“We decided to still get married because it didn’t feel right not getting married, as simple as that sounds,” says Richardson. “With the world so uncertain at the moment, we didn’t want to postpone everything in case a second wave of Covid stopped us getting married again!
“We had nine people and, after taking some photos on the South Downs, we had fish and chips in my parents’ garden! Sadly, my husband’s parents flew all the way from Brazil for the wedding, but were on day 11 of their quarantine on the day of the wedding. They Zoomed into the wedding from Vauxhall, which was pretty devastating for us all that they were so close but couldn’t be there.”
‘We weren’t able to get married in the church, so the priest came to us!’
Anna Kennedy, 29, and Giovanni Malatesta, 31, chose to get married in their living room in Qatar. “Of course, we were disheartened that we weren’t able to get our dream wedding in Scotland,” says Kennedy.
“However, not knowing how long Covid-19 was going to last for, we decided to get married anyway. We weren’t able to get married in the church, so the priest came to us! Living abroad meant our friends and family couldn’t join us, so we did a Zoom call instead. We had two witnesses (three including our dog Betty!) and it was a lovely afternoon.”
‘Becoming husband and wife was the most important thing, it’s an incredible feeling’
La Braya Richmond, 25, and Daniel Richmond, 27, from London had their big ceremony with 200 guests scrapped due to Covid – and their original venue even closed down completely due to the detrimental effects of the pandemic.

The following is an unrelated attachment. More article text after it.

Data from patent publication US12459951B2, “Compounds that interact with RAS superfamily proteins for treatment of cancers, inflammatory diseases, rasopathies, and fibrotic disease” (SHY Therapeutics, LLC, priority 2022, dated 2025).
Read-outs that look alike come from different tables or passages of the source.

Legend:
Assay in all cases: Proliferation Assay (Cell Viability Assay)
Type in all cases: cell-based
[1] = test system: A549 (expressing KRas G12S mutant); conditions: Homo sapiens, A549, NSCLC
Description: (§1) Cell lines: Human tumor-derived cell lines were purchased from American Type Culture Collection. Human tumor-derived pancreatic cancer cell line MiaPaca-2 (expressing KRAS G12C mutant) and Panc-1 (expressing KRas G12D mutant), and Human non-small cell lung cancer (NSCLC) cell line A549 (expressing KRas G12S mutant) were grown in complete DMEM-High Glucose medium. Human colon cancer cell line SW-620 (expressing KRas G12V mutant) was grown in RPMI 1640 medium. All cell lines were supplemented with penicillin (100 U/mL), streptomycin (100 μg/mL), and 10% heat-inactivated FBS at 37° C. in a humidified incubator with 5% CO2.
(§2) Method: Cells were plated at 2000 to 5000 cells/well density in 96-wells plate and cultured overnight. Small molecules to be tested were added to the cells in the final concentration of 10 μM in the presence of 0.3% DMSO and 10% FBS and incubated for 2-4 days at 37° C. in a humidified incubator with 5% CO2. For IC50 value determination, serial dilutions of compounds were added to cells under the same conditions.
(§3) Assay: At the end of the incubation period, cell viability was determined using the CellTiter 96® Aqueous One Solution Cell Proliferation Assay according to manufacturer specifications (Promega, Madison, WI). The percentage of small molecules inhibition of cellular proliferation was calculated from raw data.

Instead, they decided to get married in their local church with just a few guests. “It was a really devastating experience and took me a while to process that something we had worked so hard towards had been taken just like that,” Richmond tells HuffPost UK.
“But eventually I realised our union was the most important thing and we could not let this stop us becoming husband and wife. Marriage is a beautiful covenant and we knew we didn’t want to wait any longer to share that union with each other. ”
‘It was a pure elopement and no one knew beforehand’
Matthew Mee and Gema Bate, both 31, from Kidderminster, Worcestershire, were due to get married on their fifth anniversary of being together at Central Park in New York City. They’d originally planned to get married on their joint hen and stag do at Slam Dunk Festival in Leeds on May 23 – but unfortunately, everything got cancelled.
“It didn’t feel right waiting, so we talked about eloping,” Bate tells HuffPost UK. “We drove to Leeds, walked over to the registry office, and did the deed. We had Ryan (our photographer) and his girlfriend as our witnesses, then went for a bottomless brunch at an NYC-themed restaurant, dressed in our wedding gear.
“We wandered around Leeds Museum and finished up at Five Guys. We had an amazing day celebrating just us and were amazed we managed to get it all together and aligned so well and so quickly.”
‘Our wedding day was still so happy and special’
Sabrina Nordlund, 24, and Angus Gibson, 27, got married in Edinburgh, and had to cut their guest list right down, as well as change the venue.